T-Space at The University of Toronto Libraries >
School of Graduate Studies - Theses >
Please use this identifier to cite or link to this item:
|Title: ||The Role of Chinese Normal Universities in the Professional Development of Teachers|
|Authors: ||Qi, Jie|
|Advisor: ||Levin, Ben|
|Department: ||Theory and Policy Studies in Education|
|Keywords: ||normal universities|
teacher professional development
|Issue Date: ||31-Aug-2012|
|Abstract: ||The major purpose of the study was to analyze the role of the normal universities in China in the field of teacher professional development. In order to achieve this purpose, the following two questions guided this research:
1) What efforts are normal universities in China making in continuing teacher education?
2) What are the factors that support or inhibit normal universities in these endeavors?
The research includes case studies of four Chinese normal universities as well as a comparison to the work of universities in Ontario, Canada. In-depth interviews were utilized as the major data collecting method, and document review was used as a supplementary method. The participants included university administrators, university teacher educators and government administrators.
The study outlined the current state of normal universities’ work in the field of in-service teacher education by reviewing the larger policy context around teacher development in China and how it contributes to the development of this work. In addition, the study identified key issues and major challenges normal universities face in taking part in in-service teacher education system.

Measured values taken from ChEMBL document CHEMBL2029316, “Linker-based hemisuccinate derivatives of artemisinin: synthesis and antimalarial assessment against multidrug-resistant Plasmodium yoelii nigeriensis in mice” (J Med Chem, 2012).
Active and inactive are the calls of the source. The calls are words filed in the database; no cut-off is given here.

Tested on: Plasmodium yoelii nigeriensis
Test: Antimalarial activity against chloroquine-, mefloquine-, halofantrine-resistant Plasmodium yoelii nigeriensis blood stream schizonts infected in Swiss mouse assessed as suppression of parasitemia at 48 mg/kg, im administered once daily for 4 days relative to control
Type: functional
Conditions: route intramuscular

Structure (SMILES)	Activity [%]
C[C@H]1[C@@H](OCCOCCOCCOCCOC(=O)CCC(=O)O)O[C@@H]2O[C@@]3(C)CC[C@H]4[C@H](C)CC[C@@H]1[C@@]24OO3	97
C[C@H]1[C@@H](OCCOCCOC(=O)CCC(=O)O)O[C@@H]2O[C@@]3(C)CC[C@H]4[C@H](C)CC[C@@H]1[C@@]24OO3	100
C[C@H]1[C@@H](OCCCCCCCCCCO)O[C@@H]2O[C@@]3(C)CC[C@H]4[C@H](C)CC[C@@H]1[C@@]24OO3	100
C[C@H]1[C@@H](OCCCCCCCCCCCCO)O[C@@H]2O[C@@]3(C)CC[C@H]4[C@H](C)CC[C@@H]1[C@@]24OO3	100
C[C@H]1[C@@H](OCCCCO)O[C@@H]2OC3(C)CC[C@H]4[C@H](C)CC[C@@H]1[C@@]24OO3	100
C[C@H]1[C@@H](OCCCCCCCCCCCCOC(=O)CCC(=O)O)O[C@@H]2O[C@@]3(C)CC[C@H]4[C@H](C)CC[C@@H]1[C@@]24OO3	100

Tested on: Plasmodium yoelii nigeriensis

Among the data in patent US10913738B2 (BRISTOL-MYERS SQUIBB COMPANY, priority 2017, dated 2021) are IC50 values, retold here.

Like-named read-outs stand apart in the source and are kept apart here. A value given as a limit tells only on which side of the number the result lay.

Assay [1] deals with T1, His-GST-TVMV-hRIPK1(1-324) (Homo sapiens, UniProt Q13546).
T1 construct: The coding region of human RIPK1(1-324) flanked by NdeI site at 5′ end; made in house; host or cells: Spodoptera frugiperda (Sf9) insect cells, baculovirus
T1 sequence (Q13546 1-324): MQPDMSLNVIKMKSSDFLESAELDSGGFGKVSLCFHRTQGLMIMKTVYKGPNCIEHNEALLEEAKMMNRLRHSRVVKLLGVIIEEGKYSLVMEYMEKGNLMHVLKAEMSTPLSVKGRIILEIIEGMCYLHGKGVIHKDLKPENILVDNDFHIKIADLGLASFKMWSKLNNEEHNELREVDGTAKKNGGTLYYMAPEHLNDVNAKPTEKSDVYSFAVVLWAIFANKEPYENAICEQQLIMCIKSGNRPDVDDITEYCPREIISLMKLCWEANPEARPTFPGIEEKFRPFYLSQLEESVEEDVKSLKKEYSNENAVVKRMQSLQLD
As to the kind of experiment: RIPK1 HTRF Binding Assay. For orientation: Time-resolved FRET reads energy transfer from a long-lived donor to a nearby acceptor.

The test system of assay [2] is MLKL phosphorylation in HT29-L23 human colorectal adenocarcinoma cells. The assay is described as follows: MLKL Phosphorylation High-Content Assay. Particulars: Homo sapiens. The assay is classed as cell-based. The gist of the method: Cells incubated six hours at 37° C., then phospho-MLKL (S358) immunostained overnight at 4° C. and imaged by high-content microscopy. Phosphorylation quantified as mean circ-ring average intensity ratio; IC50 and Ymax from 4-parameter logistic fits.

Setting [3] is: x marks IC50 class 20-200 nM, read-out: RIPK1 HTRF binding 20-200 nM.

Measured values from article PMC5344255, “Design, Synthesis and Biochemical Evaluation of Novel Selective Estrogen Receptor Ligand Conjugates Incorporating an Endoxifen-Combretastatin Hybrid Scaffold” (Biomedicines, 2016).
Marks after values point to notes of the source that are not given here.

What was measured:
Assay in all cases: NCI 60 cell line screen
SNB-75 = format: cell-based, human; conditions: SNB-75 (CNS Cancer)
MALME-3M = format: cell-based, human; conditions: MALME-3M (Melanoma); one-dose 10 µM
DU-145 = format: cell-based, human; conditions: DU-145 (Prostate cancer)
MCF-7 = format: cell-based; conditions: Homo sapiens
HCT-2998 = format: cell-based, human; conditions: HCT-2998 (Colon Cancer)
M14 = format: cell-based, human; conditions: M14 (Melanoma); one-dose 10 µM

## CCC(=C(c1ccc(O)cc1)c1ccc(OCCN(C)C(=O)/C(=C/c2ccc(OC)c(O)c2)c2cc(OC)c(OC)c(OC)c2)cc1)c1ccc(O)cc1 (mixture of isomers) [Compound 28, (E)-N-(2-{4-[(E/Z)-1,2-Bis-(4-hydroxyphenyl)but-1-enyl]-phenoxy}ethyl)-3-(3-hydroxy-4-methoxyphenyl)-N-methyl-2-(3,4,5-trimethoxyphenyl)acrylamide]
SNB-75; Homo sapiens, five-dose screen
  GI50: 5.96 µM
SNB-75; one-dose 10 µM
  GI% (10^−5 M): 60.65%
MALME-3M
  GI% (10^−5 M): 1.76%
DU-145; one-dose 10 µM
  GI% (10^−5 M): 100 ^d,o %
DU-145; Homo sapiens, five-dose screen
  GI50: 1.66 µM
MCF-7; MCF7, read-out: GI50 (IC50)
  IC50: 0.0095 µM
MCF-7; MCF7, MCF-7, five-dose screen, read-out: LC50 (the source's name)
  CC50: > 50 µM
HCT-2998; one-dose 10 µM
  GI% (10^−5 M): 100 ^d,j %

The study found that government policy on in-service teacher education in China is currently dominating the work of provincial governments and normal universities. The training programs delivered by normal universities are often university-based, intensive teacher learning and result from contracts between universities and either central or provincial governments. Normal universities often feel poorly prepared in terms of institutional structure, promotion standards, and the number of well-qualified teacher training experts. Although willing to take an important position in the overall in-service teacher training system, normal universities lack confidence that they will be given consistent policy and financial support and are unclear about the direction of in-service teacher education reform in the future.
Key findings of this study can be used to inform the role that Chinese Normal Universities might play in in-service teacher education that could lead to higher quality teaching and learning both at the university and school levels.|
|Appears in Collections:||Doctoral|
Items in T-Space are protected by copyright, with all rights reserved, unless otherwise indicated.